The cosmological argument for the existence of God starts from the assumption that whatever exists contingently requires an explanation. Given the further assumptions that the world around us exists contingently and that infinite regresses of explanation are ruled out, we get the conclusion that there must exist a necessary being – and “this all men call God,” as Aquinas blithely notes.

Actually Aquinas knows perfectly well that the argument isn’t finished at that point, and goes on to argue that a necessary being would have to have the traditional attributes of God – uniqueness, goodness, omnipotence, omniscience, etc. But those arguments, whatever their merits, aren’t my current concern. Nor shall I consider the assumption that the world around us is contingent, though that assumption is open to challenge as well. My present beef is with the initial assumption that whatever exists contingently requires an explanation.

I have two objections. Here’s the first. Suppose X is a contingent being. In that case, X’s existence is supposed to require an explanation. But why? Presumably because if something is the case which might not have been the case, we need an explanation for why it’s the case rather than otherwise. But then it seems to follow that if X did not exist, its nonexistence, being likewise contingent rather than necessary, would likewise require an explanation.

marbles At this point the demand for an explanation of why X exists begins to look puzzling. Since X is a contingent being, X’s existence is somehow supposed to be metaphysically surprising and to require explanation. But now it turns out that X’s nonexistence would also be metaphysically surprising. But X’s existence and X’s nonexistence are the only logically possible options; how can they both be surprising?

Suppose I reach into an urn containing 10,000 marbles, and I randomly pull one out. Then I reflect: “The odds of my getting this marble were one in 10,000! How amazing! What explains this extraordinary event?” This would be a confusion. By reaching into the urn I guaranteed that I would get one or another of those 10,000 marbles; if there’s nothing special about this marble that the other marbles lack, then there’s nothing to be surprised about – since whatever marble I got was guaranteed to be one in 10,000. By the same logic, if X’s existence and X’s nonexistence are both contingent, and yet those are the only two possible options, then it’s guaranteed that some non-necessary state of affairs will be the case. If that’s so, then there’s nothing metaphysically surprising about it – so why must it require an explanation?

So my first objection is that we don’t need an explanation for every contingent being. My second objection goes farther: that there couldn’t be an explanation for every contingent being.

dominoes Why not? Well, granting that every explanatory chain must be finite, consider the causal origin Y in which the explanation of contingent being X terminates. Y is ex hypothesi a necessary being. But what about Y’s causing X? Is that necessary or contingent? If it’s contingent – that is, if Y could have existed without causing X – then we still have an unexplained contingent being (and the fact that Y’s own existence is necessary doesn’t help).

On the other hand, if Y’s causing X is necessary, then since Y’s existence is necessary too, it follows that X’s existence is likewise necessary – in which case we haven’t explained the existence of a contingent being at all, since X turns out to be a necessary being rather than a contingent one.

It follows that if there are any contingent beings at all, then necessarily some of them have no explanation for their existence. In which case the cosmological argument can’t get off the ground.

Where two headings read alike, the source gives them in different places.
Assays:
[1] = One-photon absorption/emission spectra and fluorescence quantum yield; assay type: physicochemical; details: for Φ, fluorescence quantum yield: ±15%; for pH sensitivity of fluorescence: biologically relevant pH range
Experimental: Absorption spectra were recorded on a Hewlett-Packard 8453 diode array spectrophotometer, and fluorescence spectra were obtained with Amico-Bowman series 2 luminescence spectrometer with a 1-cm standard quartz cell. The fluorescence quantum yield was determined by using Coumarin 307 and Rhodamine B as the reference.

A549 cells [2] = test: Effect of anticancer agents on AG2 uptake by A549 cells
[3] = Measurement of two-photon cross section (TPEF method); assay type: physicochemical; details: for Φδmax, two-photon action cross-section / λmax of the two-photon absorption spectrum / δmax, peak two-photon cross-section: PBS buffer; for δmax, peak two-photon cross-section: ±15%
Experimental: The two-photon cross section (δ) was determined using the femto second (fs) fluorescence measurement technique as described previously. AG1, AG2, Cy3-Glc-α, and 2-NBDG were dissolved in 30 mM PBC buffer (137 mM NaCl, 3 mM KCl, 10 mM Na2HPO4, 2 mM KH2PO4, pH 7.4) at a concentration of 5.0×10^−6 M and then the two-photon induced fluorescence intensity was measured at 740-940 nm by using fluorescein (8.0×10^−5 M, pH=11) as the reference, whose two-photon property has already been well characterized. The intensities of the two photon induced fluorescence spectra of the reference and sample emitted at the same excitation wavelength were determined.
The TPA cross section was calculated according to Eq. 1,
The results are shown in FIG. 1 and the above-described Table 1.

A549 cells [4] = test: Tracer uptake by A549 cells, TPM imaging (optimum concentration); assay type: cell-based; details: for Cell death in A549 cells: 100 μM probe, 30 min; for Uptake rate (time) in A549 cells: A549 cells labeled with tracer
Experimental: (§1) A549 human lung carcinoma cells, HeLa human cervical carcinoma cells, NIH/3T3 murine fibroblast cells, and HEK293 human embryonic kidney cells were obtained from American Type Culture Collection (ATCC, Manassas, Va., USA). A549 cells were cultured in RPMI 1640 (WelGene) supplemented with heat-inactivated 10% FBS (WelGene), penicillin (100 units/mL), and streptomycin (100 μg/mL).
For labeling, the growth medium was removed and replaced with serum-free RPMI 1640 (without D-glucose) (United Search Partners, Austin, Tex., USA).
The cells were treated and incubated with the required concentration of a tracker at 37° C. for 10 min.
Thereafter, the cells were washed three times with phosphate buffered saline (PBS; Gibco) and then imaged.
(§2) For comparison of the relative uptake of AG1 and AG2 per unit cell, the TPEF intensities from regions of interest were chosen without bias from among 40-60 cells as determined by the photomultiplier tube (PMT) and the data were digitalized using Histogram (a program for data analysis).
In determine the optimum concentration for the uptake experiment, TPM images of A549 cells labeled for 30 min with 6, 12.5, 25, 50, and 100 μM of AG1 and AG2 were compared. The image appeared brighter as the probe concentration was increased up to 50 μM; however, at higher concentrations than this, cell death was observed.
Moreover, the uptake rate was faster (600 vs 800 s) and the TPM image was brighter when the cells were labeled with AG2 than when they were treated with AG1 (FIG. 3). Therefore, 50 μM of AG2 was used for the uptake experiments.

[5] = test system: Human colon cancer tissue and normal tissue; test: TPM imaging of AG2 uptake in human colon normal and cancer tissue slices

For example, if Y is supposed to be God, then the question is whether the act of will whereby God creates X is necessary or contingent. If it’s necessary, then so is X, belying the original premise of X’s contingency. And if instead God’s act of will is contingent, then we still have an unexplained contingency – now it’s just the act of will leading to X rather than X itself.

Unless, of course, one wishes to say that something can explain X without being sufficient for X. Now in fact I have no problem with saying that. But once one has said that, then one has granted that explanation can be contingent, in which case the whole rationale for chains of explanation terminating in something necessary has been given up.

Grendel’s Mom Has Got It Going On

I’ve finished reading the comic book adaptation of the new Neil Gaiman film version of Beowulf, so I can give a summary for those who want one.

a different Beowulf comic bookLet me first refresh your memory concerning the original story. The monster Grendel and his mum live in a lake near Heorot, castle of King Hrothgar. (No father is in evidence; our conservative friends would probably invoke this fact to explain Grendel’s troubled career.) Enraged by the sound of revelry (evidently Grendel is a Menckenite Puritan), Grendel periodically visits the castle to smash puny humans. No warrior is able to withstand him until Beowulf shows up to save the day. Beowulf lies in wait for the monster and defeats him.

But the castle’s troubles are not over. Next, Grendel’s fearsome mother attacks the castle to avenge her son’s death. Beowulf tracks her back to her watery lair and dispatches her as well.

Then Beowulf returns home and the story fast-forwards. Now he is an aging king who has to deal with a new menace: a fiery dragon, accidentally wakened by a treasure-thief, is ravaging the countryside. Beowulf manages to slay the dragon but, less robust than in his youth, dies in the process. He receives a cool Viking funeral and the saga ends.

So how close does the new movie stick to this plot? For the SPOILER-averse, I’ve buried the answer in the comments section.

The Madwoman in the Basement

Mary Wollstonecraft Regrettably, I’ve never gotten to London’s National Portrait Gallery (I only got as far as the plain old National Gallery nearby). But this story of the fate of Mary Wollstonecraft’s portrait therein is worth a read.